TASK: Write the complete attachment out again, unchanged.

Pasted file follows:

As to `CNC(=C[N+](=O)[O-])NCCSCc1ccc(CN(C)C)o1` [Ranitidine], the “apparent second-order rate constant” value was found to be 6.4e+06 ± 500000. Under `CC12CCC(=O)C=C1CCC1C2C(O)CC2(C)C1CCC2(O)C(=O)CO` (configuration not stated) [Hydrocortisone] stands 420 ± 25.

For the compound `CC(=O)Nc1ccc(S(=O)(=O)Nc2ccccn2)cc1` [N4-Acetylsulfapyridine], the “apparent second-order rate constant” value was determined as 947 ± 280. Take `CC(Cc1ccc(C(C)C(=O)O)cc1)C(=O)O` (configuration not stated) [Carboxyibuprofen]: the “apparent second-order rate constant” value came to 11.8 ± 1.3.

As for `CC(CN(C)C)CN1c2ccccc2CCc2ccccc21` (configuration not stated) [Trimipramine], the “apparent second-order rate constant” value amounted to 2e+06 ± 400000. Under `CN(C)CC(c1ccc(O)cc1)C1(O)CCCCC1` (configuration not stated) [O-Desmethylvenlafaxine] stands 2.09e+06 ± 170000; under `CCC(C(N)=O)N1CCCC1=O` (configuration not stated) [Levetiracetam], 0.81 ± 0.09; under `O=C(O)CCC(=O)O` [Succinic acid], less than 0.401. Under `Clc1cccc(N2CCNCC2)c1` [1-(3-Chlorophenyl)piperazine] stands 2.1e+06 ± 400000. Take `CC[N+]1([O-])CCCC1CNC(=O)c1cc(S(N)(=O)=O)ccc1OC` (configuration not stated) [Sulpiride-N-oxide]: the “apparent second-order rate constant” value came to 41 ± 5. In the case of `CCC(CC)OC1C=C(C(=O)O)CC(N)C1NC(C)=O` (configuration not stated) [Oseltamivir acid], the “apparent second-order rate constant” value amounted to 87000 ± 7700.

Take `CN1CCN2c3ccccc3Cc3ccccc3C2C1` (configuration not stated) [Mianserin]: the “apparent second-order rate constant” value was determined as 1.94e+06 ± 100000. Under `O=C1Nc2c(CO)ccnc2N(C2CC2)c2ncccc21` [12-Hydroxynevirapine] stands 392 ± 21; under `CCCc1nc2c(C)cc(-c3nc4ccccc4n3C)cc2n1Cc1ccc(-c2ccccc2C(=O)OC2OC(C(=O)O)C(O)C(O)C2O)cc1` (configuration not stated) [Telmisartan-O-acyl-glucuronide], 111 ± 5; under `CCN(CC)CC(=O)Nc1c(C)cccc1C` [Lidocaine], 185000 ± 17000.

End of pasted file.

As to `CNC(=C[N+](=O)[O-])NCCSCc1ccc(CN(C)C)o1` [Ranitidine], the “apparent second-order rate constant” value was found to be 6.4e+06 ± 500000. Under `CC12CCC(=O)C=C1CCC1C2C(O)CC2(C)C1CCC2(O)C(=O)CO` (configuration not stated) [Hydrocortisone] stands 420 ± 25.

For the compound `CC(=O)Nc1ccc(S(=O)(=O)Nc2ccccn2)cc1` [N4-Acetylsulfapyridine], the “apparent second-order rate constant” value was determined as 947 ± 280. Take `CC(Cc1ccc(C(C)C(=O)O)cc1)C(=O)O` (configuration not stated) [Carboxyibuprofen]: the “apparent second-order rate constant” value came to 11.8 ± 1.3.

As for `CC(CN(C)C)CN1c2ccccc2CCc2ccccc21` (configuration not stated) [Trimipramine], the “apparent second-order rate constant” value amounted to 2e+06 ± 400000. Under `CN(C)CC(c1ccc(O)cc1)C1(O)CCCCC1` (configuration not stated) [O-Desmethylvenlafaxine] stands 2.09e+06 ± 170000; under `CCC(C(N)=O)N1CCCC1=O` (configuration not stated) [Levetiracetam], 0.81 ± 0.09; under `O=C(O)CCC(=O)O` [Succinic acid], less than 0.401. Under `Clc1cccc(N2CCNCC2)c1` [1-(3-Chlorophenyl)piperazine] stands 2.1e+06 ± 400000. Take `CC[N+]1([O-])CCCC1CNC(=O)c1cc(S(N)(=O)=O)ccc1OC` (configuration not stated) [Sulpiride-N-oxide]: the “apparent second-order rate constant” value came to 41 ± 5. In the case of `CCC(CC)OC1C=C(C(=O)O)CC(N)C1NC(C)=O` (configuration not stated) [Oseltamivir acid], the “apparent second-order rate constant” value amounted to 87000 ± 7700.

Take `CN1CCN2c3ccccc3Cc3ccccc3C2C1` (configuration not stated) [Mianserin]: the “apparent second-order rate constant” value was determined as 1.94e+06 ± 100000. Under `O=C1Nc2c(CO)ccnc2N(C2CC2)c2ncccc21` [12-Hydroxynevirapine] stands 392 ± 21; under `CCCc1nc2c(C)cc(-c3nc4ccccc4n3C)cc2n1Cc1ccc(-c2ccccc2C(=O)OC2OC(C(=O)O)C(O)C(O)C2O)cc1` (configuration not stated) [Telmisartan-O-acyl-glucuronide], 111 ± 5; under `CCN(CC)CC(=O)Nc1c(C)cccc1C` [Lidocaine], 185000 ± 17000.